joel wosk digs Mike Patton…and who doesn’t?
On January 29th, Tomahawk released their fifth album, Oddfellows via Ipecac Recordings. The latest offering from the band fronted by singer Mike Patton (Faith No More, Fantomas, Mr. Bungle) is a suitably surreal and often nightmarish experience, given the style of Mr. Patton’s previous creative endeavors. Never being a band content to create boring music, Tomahawk has produced an album with songs that run the gauntlet from full on rockers to jazzy improvisational freak-outs. However, in the context of the band’s full catalog, Oddfellows is probably the most accessible album the group has released since their eponymous 2001 debut.
Recorded over a period of six days in Nashville, TN, at Easy Eye Sound Studios (owned by The Black Keys front man Dan Auerbach), Oddfellows is the first Tomahawk album to feature bass player Trevor Dunn. Patton and Dunn have been collaborating together since 1985, when they first put together the band, Mr. Bungle, while still in high school. The experimental musical nature of Mr. Bungle as well as Fantomas, another of Mike Patton’s numerous musical outlets also featuring Trevor Dunn, is prevalent on the new album. Rounding out the band’s line-up are drummer John Stanier (Helmet, Battles) and guitar player Duane Denison (The Jesus Lizard), creating an experimental hard rock super group of sorts.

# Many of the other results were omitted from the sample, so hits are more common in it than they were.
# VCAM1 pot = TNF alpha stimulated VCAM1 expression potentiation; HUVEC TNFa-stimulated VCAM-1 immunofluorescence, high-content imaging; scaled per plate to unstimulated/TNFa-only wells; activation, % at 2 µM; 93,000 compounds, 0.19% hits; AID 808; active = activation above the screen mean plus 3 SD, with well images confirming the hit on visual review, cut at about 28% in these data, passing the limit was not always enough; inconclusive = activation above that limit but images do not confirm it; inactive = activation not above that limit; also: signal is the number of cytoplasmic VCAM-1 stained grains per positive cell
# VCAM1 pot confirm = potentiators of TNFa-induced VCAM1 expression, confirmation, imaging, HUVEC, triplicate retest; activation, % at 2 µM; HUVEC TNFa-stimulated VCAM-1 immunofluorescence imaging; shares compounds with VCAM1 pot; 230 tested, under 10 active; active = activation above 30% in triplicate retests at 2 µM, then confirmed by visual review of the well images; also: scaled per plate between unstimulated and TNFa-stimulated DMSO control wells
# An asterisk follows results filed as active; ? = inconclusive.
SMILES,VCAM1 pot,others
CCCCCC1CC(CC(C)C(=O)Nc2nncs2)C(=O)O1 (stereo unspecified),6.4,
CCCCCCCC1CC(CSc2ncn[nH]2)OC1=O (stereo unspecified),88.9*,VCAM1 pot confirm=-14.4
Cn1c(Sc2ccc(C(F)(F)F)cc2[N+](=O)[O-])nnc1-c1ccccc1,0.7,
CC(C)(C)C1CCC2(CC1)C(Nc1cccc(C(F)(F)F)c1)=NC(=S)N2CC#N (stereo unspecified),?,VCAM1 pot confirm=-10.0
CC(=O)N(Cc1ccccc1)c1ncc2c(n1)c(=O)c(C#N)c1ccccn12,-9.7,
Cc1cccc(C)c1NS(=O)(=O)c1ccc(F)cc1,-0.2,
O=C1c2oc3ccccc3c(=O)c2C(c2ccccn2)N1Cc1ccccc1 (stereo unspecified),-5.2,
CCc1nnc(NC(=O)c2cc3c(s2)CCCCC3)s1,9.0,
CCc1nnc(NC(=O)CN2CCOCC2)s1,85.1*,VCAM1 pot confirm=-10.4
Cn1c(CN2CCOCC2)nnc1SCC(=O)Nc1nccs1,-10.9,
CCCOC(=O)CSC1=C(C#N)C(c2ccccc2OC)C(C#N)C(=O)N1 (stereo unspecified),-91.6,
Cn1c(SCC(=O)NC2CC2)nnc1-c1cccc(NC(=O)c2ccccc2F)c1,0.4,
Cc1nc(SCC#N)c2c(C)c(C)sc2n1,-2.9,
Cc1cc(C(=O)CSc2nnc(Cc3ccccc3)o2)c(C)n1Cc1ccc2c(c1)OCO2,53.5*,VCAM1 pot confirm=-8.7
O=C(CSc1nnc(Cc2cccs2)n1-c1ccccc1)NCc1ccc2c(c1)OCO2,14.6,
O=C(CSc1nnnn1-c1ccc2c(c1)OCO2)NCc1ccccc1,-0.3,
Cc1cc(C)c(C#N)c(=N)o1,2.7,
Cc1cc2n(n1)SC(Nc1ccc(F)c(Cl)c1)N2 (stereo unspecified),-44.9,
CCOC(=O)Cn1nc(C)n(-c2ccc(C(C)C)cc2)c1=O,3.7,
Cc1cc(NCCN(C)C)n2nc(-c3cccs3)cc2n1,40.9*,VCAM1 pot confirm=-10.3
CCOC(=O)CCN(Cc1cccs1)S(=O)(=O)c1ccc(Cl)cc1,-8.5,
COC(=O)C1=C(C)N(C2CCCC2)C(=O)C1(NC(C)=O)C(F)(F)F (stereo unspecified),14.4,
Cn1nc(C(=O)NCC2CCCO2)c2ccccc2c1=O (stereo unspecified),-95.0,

Fans of Mike Patton’s previous bands, specifically Faith No More and Mr. Bungle, will find a lot to enjoy on Oddfellows. Tomahawk mixes various styles of music; often times within a single song, creating complex sonic fever dreams that are simultaneously dark and spooky while also being being fiercely energetic. The album has a solid mix of straightforward hard rock songs such as “Oddfellows” and “Stone Letter”, but often times the album follows a darker and stranger path. On the tracks “I.O.U.”, “Rise Up Dirty Waters” and especially “The Quiet Few”, Tomahawk creates music that makes the listener almost feel as if they’ve been trapped in a funhouse with the sound of the band being reflected in one of those distorted mirrors.
Mike Patton’s vocal styles are all over the map on Oddfellows, sometimes displaying a lounge singer croon during the verse that then shifts to a guttural growl during the chorus. This is all fair game as far as the direction of the band is concerned because Tomahawk has never been a group that conforms to any one specific formula. For example, their 2007 album Anonymous, consisted solely of songs inspired by traditional Native American music. It is that element of mystery that makes the music so original and challenging. Oddfellows is not exactly relaxing music and can be pretty haunting at times with its complex layering of sound effects and dissonant voices. Suffice to say, if you listened to this album as you were falling asleep, you would probably have some messed up dreams. However, if you are the kind of person who is already a fan of Tomahawk, you’ll feel right at home.